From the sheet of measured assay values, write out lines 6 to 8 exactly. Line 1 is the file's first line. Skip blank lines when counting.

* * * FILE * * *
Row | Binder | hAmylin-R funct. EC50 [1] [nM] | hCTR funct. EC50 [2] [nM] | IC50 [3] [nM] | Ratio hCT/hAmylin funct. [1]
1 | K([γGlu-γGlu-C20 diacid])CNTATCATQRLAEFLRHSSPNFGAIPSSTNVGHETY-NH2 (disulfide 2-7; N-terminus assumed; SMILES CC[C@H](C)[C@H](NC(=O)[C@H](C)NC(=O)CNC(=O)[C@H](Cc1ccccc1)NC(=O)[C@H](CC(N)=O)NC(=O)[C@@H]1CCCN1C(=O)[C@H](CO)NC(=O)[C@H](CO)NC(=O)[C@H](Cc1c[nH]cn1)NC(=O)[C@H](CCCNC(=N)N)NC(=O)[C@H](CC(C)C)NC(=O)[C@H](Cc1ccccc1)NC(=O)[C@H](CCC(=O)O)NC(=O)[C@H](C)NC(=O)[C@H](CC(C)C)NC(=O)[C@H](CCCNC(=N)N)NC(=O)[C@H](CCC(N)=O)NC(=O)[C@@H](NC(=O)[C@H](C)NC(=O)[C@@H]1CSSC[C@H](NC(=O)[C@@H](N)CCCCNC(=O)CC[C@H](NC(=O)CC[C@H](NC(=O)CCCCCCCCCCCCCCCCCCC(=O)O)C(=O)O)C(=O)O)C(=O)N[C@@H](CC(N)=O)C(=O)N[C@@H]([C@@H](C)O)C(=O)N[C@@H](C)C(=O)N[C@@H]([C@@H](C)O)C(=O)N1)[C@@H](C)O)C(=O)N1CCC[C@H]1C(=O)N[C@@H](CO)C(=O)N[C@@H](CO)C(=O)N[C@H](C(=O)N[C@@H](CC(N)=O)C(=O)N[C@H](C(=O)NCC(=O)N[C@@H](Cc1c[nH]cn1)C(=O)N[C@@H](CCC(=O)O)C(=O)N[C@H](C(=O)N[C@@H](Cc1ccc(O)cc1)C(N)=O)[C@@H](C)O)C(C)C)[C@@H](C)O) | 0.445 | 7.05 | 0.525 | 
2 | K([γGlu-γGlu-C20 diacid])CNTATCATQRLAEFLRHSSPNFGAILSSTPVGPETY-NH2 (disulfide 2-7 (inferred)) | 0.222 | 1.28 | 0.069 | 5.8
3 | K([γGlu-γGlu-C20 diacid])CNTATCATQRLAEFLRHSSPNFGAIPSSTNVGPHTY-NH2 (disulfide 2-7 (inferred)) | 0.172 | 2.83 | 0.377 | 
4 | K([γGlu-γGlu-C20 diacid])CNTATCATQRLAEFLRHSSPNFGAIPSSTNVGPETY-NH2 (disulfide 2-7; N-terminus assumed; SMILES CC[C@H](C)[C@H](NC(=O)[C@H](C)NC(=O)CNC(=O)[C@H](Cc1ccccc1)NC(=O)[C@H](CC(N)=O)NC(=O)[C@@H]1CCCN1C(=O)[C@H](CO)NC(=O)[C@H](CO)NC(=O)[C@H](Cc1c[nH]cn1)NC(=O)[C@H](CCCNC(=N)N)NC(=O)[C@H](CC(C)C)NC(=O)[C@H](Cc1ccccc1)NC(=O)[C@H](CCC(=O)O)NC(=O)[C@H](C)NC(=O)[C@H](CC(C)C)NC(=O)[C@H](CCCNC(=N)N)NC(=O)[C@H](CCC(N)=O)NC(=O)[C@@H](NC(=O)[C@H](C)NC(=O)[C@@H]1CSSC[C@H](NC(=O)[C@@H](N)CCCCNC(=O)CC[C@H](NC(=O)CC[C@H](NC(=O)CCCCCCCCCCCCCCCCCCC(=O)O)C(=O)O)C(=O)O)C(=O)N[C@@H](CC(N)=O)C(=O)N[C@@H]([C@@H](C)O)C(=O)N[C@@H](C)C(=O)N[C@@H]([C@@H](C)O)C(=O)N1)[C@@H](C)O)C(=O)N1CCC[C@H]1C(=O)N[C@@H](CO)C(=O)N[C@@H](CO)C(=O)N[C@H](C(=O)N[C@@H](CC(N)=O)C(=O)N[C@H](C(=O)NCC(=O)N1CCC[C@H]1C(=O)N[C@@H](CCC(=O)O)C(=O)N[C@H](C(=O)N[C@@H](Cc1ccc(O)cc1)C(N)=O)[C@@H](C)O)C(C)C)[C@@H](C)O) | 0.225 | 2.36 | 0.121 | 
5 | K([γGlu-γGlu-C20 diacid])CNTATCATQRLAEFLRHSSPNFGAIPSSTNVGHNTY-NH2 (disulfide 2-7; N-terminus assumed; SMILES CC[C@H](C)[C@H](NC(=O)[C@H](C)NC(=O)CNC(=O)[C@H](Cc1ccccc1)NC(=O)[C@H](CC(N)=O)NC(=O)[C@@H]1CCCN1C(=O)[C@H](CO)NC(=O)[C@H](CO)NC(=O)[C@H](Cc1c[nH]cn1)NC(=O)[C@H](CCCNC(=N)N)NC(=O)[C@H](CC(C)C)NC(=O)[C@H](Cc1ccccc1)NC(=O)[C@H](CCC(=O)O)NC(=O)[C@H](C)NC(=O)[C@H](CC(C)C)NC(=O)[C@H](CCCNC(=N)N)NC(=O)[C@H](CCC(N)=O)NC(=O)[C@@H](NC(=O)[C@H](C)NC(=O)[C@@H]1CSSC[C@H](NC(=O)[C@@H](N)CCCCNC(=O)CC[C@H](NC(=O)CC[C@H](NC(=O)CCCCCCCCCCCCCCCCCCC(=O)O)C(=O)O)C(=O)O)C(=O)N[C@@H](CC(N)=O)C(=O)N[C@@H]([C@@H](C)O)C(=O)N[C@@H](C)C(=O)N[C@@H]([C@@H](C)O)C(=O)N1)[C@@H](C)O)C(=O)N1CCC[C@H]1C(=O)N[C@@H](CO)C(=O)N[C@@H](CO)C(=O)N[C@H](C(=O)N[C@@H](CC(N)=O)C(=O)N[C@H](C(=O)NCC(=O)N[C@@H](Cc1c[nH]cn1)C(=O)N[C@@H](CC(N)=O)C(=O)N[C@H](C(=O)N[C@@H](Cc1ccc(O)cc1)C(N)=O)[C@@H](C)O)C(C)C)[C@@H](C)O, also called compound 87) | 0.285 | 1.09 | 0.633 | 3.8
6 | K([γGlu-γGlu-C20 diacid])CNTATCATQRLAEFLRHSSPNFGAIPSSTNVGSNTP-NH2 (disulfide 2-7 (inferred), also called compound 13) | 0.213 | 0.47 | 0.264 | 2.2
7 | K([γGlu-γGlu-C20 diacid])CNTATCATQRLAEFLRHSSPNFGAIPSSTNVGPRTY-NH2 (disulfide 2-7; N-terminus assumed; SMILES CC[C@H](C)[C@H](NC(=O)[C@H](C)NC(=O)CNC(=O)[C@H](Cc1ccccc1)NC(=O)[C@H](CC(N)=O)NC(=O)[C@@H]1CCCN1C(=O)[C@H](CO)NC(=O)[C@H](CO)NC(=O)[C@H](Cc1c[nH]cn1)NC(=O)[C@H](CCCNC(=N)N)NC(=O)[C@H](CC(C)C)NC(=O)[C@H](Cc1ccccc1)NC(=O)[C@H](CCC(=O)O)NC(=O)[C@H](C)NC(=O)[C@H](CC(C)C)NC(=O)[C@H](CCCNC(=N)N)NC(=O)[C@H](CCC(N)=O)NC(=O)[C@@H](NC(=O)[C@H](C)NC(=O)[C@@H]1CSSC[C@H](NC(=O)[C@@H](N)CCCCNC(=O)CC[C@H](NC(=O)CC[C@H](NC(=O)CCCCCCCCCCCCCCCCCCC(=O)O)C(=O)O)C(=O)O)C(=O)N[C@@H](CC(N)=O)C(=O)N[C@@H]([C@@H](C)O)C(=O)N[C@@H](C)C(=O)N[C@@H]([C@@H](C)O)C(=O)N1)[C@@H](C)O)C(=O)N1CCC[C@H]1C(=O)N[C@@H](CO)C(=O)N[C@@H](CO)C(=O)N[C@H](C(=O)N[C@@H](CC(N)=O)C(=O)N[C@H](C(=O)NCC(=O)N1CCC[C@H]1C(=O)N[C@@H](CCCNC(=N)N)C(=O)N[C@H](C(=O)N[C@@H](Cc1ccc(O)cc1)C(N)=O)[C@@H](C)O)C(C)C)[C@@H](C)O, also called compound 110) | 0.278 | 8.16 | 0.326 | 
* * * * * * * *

5 | K([γGlu-γGlu-C20 diacid])CNTATCATQRLAEFLRHSSPNFGAIPSSTNVGHNTY-NH2 (disulfide 2-7; N-terminus assumed; SMILES CC[C@H](C)[C@H](NC(=O)[C@H](C)NC(=O)CNC(=O)[C@H](Cc1ccccc1)NC(=O)[C@H](CC(N)=O)NC(=O)[C@@H]1CCCN1C(=O)[C@H](CO)NC(=O)[C@H](CO)NC(=O)[C@H](Cc1c[nH]cn1)NC(=O)[C@H](CCCNC(=N)N)NC(=O)[C@H](CC(C)C)NC(=O)[C@H](Cc1ccccc1)NC(=O)[C@H](CCC(=O)O)NC(=O)[C@H](C)NC(=O)[C@H](CC(C)C)NC(=O)[C@H](CCCNC(=N)N)NC(=O)[C@H](CCC(N)=O)NC(=O)[C@@H](NC(=O)[C@H](C)NC(=O)[C@@H]1CSSC[C@H](NC(=O)[C@@H](N)CCCCNC(=O)CC[C@H](NC(=O)CC[C@H](NC(=O)CCCCCCCCCCCCCCCCCCC(=O)O)C(=O)O)C(=O)O)C(=O)N[C@@H](CC(N)=O)C(=O)N[C@@H]([C@@H](C)O)C(=O)N[C@@H](C)C(=O)N[C@@H]([C@@H](C)O)C(=O)N1)[C@@H](C)O)C(=O)N1CCC[C@H]1C(=O)N[C@@H](CO)C(=O)N[C@@H](CO)C(=O)N[C@H](C(=O)N[C@@H](CC(N)=O)C(=O)N[C@H](C(=O)NCC(=O)N[C@@H](Cc1c[nH]cn1)C(=O)N[C@@H](CC(N)=O)C(=O)N[C@H](C(=O)N[C@@H](Cc1ccc(O)cc1)C(N)=O)[C@@H](C)O)C(C)C)[C@@H](C)O, also called compound 87) | 0.285 | 1.09 | 0.633 | 3.8
6 | K([γGlu-γGlu-C20 diacid])CNTATCATQRLAEFLRHSSPNFGAIPSSTNVGSNTP-NH2 (disulfide 2-7 (inferred), also called compound 13) | 0.213 | 0.47 | 0.264 | 2.2
7 | K([γGlu-γGlu-C20 diacid])CNTATCATQRLAEFLRHSSPNFGAIPSSTNVGPRTY-NH2 (disulfide 2-7; N-terminus assumed; SMILES CC[C@H](C)[C@H](NC(=O)[C@H](C)NC(=O)CNC(=O)[C@H](Cc1ccccc1)NC(=O)[C@H](CC(N)=O)NC(=O)[C@@H]1CCCN1C(=O)[C@H](CO)NC(=O)[C@H](CO)NC(=O)[C@H](Cc1c[nH]cn1)NC(=O)[C@H](CCCNC(=N)N)NC(=O)[C@H](CC(C)C)NC(=O)[C@H](Cc1ccccc1)NC(=O)[C@H](CCC(=O)O)NC(=O)[C@H](C)NC(=O)[C@H](CC(C)C)NC(=O)[C@H](CCCNC(=N)N)NC(=O)[C@H](CCC(N)=O)NC(=O)[C@@H](NC(=O)[C@H](C)NC(=O)[C@@H]1CSSC[C@H](NC(=O)[C@@H](N)CCCCNC(=O)CC[C@H](NC(=O)CC[C@H](NC(=O)CCCCCCCCCCCCCCCCCCC(=O)O)C(=O)O)C(=O)O)C(=O)N[C@@H](CC(N)=O)C(=O)N[C@@H]([C@@H](C)O)C(=O)N[C@@H](C)C(=O)N[C@@H]([C@@H](C)O)C(=O)N1)[C@@H](C)O)C(=O)N1CCC[C@H]1C(=O)N[C@@H](CO)C(=O)N[C@@H](CO)C(=O)N[C@H](C(=O)N[C@@H](CC(N)=O)C(=O)N[C@H](C(=O)NCC(=O)N1CCC[C@H]1C(=O)N[C@@H](CCCNC(=N)N)C(=O)N[C@H](C(=O)N[C@@H](Cc1ccc(O)cc1)C(N)=O)[C@@H](C)O)C(C)C)[C@@H](C)O, also called compound 110) | 0.278 | 8.16 | 0.326 | 